To support safety and public health during the Covid-19 pandemic, all on-campus events are canceled until further notice.

For the first time in two years, I came back for the last couple of weeks of intersession, and honestly, I would highly recommend coming back to anyone considering doing so.

But let’s back up a little bit first. What exactly is intersession? To answer that, it’s about 3 weeks sandwiched between the Fall and Spring semesters during which you can take cool classes (like salsa dancing!), do research, volunteer, or do absolutely nothing and hang around with the bunch of people that are also back.

Alternatively, you could not come back at all and just take the extra 3 weeks off and have a 6 week Winter break. Granted, this is tempting, and I’ve done it. Speaking from experience though, unless you go somewhere other than the 15 mile radius surrounding your house, I guarantee that you’ll go stir crazy before those 3 weeks are up.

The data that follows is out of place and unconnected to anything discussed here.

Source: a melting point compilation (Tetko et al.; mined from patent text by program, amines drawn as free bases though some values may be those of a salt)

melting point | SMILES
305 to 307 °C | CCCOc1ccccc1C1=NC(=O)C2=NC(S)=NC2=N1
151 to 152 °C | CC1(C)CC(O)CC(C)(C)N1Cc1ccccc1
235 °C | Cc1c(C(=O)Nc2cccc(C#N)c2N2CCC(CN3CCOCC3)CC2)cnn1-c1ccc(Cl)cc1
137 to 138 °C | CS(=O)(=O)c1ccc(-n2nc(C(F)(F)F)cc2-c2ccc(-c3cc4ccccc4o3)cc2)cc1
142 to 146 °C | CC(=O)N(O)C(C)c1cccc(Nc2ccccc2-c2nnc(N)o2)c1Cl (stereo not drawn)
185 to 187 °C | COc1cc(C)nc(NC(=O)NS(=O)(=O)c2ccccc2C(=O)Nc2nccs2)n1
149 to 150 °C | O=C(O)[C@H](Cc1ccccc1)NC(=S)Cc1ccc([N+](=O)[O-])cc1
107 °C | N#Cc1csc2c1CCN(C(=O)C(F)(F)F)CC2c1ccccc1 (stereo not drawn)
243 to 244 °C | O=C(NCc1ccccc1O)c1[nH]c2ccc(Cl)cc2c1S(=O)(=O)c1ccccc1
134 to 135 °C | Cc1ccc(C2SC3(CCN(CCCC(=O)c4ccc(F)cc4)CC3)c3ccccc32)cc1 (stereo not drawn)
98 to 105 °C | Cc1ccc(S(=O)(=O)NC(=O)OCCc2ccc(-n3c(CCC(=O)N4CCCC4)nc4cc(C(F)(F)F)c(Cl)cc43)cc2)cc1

Which brings us back to coming to campus for intersession.

Your first concern might be that you’ll be the only one here for those three weeks. Worry not, as there’s a solid chunk of people that come back to campus for intersession, especially for the second and third weeks. Intersession is a time for you to do pretty much anything and everything you’ve shrugged off during the semester because of, you know, all the work. It’s a time you can throw yourself into volunteer work, apply for all those summer internships, get more committed/hands-on in your lab (or even start working in one to learn the ropes!), and/or take interesting classes outside your major you wouldn’t otherwise be able to take. On top of all that, there’s no real stakes in anything you do because nothing goes towards your GPA, so you can do all of that in the daytime and then hang out with your friends all night.

All in all, if you’re on the fence about intersession (or weren’t sure what it was), hopefully this post has convinced it’s something worth coming back to campus for. It gives you a chance to experience Hopkins without the rigorous workload for a little while, and that perspective is a nice one to have.